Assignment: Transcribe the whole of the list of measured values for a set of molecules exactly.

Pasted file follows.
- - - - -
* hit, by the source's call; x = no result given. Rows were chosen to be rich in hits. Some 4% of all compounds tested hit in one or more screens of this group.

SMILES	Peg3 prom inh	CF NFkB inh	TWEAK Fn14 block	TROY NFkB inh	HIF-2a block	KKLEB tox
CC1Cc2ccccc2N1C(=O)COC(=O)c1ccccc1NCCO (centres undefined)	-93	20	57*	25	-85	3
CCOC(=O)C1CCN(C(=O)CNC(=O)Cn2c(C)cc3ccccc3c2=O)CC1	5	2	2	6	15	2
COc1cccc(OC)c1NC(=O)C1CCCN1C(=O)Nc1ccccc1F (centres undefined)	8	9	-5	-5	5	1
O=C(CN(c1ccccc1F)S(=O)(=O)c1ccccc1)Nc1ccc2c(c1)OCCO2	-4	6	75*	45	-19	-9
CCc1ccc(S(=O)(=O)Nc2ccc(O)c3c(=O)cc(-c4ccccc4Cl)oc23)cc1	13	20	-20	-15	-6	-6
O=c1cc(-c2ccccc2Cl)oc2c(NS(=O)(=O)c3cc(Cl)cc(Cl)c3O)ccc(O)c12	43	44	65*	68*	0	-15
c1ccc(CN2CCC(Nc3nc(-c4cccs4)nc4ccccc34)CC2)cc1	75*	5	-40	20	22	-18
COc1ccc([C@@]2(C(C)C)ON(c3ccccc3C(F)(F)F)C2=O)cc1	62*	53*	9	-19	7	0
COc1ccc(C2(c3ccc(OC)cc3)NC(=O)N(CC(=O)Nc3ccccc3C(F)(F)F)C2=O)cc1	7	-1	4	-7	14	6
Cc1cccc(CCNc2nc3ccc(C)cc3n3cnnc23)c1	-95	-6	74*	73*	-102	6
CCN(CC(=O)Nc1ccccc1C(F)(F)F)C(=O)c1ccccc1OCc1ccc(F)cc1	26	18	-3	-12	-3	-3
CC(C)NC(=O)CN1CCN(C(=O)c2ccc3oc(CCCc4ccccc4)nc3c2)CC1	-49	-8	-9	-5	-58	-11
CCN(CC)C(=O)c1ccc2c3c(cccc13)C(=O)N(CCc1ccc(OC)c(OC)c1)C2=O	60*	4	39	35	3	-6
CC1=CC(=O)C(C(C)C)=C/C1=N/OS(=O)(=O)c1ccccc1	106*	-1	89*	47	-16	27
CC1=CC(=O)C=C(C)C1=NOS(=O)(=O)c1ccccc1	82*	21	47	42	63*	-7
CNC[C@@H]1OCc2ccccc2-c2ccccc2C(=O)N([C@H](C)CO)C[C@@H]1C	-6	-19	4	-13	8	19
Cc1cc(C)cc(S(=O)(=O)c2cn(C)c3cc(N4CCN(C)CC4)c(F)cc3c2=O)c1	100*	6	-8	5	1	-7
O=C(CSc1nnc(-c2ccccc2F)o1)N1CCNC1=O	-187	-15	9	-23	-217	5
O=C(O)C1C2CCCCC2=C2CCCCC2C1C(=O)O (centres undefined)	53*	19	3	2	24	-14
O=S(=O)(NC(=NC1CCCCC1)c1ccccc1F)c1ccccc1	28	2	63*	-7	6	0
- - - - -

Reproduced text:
* hit, by the source's call; x = no result given. Rows were chosen to be rich in hits. Some 4% of all compounds tested hit in one or more screens of this group.

SMILES	Peg3 prom inh	CF NFkB inh	TWEAK Fn14 block	TROY NFkB inh	HIF-2a block	KKLEB tox
CC1Cc2ccccc2N1C(=O)COC(=O)c1ccccc1NCCO (centres undefined)	-93	20	57*	25	-85	3
CCOC(=O)C1CCN(C(=O)CNC(=O)Cn2c(C)cc3ccccc3c2=O)CC1	5	2	2	6	15	2
COc1cccc(OC)c1NC(=O)C1CCCN1C(=O)Nc1ccccc1F (centres undefined)	8	9	-5	-5	5	1
O=C(CN(c1ccccc1F)S(=O)(=O)c1ccccc1)Nc1ccc2c(c1)OCCO2	-4	6	75*	45	-19	-9
CCc1ccc(S(=O)(=O)Nc2ccc(O)c3c(=O)cc(-c4ccccc4Cl)oc23)cc1	13	20	-20	-15	-6	-6
O=c1cc(-c2ccccc2Cl)oc2c(NS(=O)(=O)c3cc(Cl)cc(Cl)c3O)ccc(O)c12	43	44	65*	68*	0	-15
c1ccc(CN2CCC(Nc3nc(-c4cccs4)nc4ccccc34)CC2)cc1	75*	5	-40	20	22	-18
COc1ccc([C@@]2(C(C)C)ON(c3ccccc3C(F)(F)F)C2=O)cc1	62*	53*	9	-19	7	0
COc1ccc(C2(c3ccc(OC)cc3)NC(=O)N(CC(=O)Nc3ccccc3C(F)(F)F)C2=O)cc1	7	-1	4	-7	14	6
Cc1cccc(CCNc2nc3ccc(C)cc3n3cnnc23)c1	-95	-6	74*	73*	-102	6
CCN(CC(=O)Nc1ccccc1C(F)(F)F)C(=O)c1ccccc1OCc1ccc(F)cc1	26	18	-3	-12	-3	-3
CC(C)NC(=O)CN1CCN(C(=O)c2ccc3oc(CCCc4ccccc4)nc3c2)CC1	-49	-8	-9	-5	-58	-11
CCN(CC)C(=O)c1ccc2c3c(cccc13)C(=O)N(CCc1ccc(OC)c(OC)c1)C2=O	60*	4	39	35	3	-6
CC1=CC(=O)C(C(C)C)=C/C1=N/OS(=O)(=O)c1ccccc1	106*	-1	89*	47	-16	27
CC1=CC(=O)C=C(C)C1=NOS(=O)(=O)c1ccccc1	82*	21	47	42	63*	-7
CNC[C@@H]1OCc2ccccc2-c2ccccc2C(=O)N([C@H](C)CO)C[C@@H]1C	-6	-19	4	-13	8	19
Cc1cc(C)cc(S(=O)(=O)c2cn(C)c3cc(N4CCN(C)CC4)c(F)cc3c2=O)c1	100*	6	-8	5	1	-7
O=C(CSc1nnc(-c2ccccc2F)o1)N1CCNC1=O	-187	-15	9	-23	-217	5
O=C(O)C1C2CCCCC2=C2CCCCC2C1C(=O)O (centres undefined)	53*	19	3	2	24	-14
O=S(=O)(NC(=NC1CCCCC1)c1ccccc1F)c1ccccc1	28	2	63*	-7	6	0